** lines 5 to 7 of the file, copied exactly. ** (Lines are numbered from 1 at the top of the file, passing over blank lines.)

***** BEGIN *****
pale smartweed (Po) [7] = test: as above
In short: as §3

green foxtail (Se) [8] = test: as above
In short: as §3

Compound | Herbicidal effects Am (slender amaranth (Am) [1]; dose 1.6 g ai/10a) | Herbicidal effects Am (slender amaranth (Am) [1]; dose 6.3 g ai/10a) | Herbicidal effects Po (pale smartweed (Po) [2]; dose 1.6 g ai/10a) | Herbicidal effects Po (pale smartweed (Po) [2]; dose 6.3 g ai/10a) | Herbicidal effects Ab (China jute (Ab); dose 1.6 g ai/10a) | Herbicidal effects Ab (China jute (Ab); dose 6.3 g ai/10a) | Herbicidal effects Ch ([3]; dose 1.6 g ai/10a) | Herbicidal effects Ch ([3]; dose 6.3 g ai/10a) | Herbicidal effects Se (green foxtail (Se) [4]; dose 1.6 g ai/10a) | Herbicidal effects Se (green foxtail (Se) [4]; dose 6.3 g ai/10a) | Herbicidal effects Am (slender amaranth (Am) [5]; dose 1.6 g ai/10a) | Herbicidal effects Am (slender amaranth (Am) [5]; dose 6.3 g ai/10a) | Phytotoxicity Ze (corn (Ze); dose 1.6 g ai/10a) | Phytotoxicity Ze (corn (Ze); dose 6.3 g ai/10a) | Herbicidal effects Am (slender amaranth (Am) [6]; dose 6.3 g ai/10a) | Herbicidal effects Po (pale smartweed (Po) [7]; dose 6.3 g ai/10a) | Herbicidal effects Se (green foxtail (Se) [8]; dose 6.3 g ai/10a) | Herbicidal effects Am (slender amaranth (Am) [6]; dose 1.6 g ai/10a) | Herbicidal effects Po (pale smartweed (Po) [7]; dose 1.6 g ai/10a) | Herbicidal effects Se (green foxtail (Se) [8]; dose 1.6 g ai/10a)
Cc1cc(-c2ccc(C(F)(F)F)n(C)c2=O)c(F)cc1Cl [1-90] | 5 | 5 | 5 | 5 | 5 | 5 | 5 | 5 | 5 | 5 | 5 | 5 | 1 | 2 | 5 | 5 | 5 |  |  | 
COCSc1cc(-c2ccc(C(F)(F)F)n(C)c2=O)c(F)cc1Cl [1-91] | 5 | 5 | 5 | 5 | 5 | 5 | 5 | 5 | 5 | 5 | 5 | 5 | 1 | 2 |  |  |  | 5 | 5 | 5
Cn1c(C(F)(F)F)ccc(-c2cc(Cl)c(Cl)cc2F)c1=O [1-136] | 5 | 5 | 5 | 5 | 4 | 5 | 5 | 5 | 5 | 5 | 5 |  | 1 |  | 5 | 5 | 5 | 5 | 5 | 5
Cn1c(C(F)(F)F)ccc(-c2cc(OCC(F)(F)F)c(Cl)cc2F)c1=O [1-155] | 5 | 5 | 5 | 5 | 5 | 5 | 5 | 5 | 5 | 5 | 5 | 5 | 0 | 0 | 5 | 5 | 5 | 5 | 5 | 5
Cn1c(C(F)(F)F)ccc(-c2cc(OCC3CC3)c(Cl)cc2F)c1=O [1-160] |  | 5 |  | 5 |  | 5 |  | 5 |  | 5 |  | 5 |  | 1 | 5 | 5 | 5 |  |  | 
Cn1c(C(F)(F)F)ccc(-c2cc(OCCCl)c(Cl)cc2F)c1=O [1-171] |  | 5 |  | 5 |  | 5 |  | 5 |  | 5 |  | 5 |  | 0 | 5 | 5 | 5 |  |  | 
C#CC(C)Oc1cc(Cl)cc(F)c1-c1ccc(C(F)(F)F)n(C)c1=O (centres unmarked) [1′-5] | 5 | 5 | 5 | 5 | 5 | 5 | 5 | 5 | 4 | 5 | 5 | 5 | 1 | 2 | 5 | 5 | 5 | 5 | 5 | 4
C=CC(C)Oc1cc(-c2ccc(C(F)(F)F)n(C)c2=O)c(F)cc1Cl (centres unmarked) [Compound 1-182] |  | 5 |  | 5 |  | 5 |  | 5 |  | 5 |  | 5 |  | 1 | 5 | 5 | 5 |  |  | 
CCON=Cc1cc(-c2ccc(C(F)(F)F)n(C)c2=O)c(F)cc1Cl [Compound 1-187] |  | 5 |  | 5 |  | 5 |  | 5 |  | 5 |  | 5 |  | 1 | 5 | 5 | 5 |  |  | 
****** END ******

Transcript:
Compound | Herbicidal effects Am (slender amaranth (Am) [1]; dose 1.6 g ai/10a) | Herbicidal effects Am (slender amaranth (Am) [1]; dose 6.3 g ai/10a) | Herbicidal effects Po (pale smartweed (Po) [2]; dose 1.6 g ai/10a) | Herbicidal effects Po (pale smartweed (Po) [2]; dose 6.3 g ai/10a) | Herbicidal effects Ab (China jute (Ab); dose 1.6 g ai/10a) | Herbicidal effects Ab (China jute (Ab); dose 6.3 g ai/10a) | Herbicidal effects Ch ([3]; dose 1.6 g ai/10a) | Herbicidal effects Ch ([3]; dose 6.3 g ai/10a) | Herbicidal effects Se (green foxtail (Se) [4]; dose 1.6 g ai/10a) | Herbicidal effects Se (green foxtail (Se) [4]; dose 6.3 g ai/10a) | Herbicidal effects Am (slender amaranth (Am) [5]; dose 1.6 g ai/10a) | Herbicidal effects Am (slender amaranth (Am) [5]; dose 6.3 g ai/10a) | Phytotoxicity Ze (corn (Ze); dose 1.6 g ai/10a) | Phytotoxicity Ze (corn (Ze); dose 6.3 g ai/10a) | Herbicidal effects Am (slender amaranth (Am) [6]; dose 6.3 g ai/10a) | Herbicidal effects Po (pale smartweed (Po) [7]; dose 6.3 g ai/10a) | Herbicidal effects Se (green foxtail (Se) [8]; dose 6.3 g ai/10a) | Herbicidal effects Am (slender amaranth (Am) [6]; dose 1.6 g ai/10a) | Herbicidal effects Po (pale smartweed (Po) [7]; dose 1.6 g ai/10a) | Herbicidal effects Se (green foxtail (Se) [8]; dose 1.6 g ai/10a)
Cc1cc(-c2ccc(C(F)(F)F)n(C)c2=O)c(F)cc1Cl [1-90] | 5 | 5 | 5 | 5 | 5 | 5 | 5 | 5 | 5 | 5 | 5 | 5 | 1 | 2 | 5 | 5 | 5 |  |  | 
COCSc1cc(-c2ccc(C(F)(F)F)n(C)c2=O)c(F)cc1Cl [1-91] | 5 | 5 | 5 | 5 | 5 | 5 | 5 | 5 | 5 | 5 | 5 | 5 | 1 | 2 |  |  |  | 5 | 5 | 5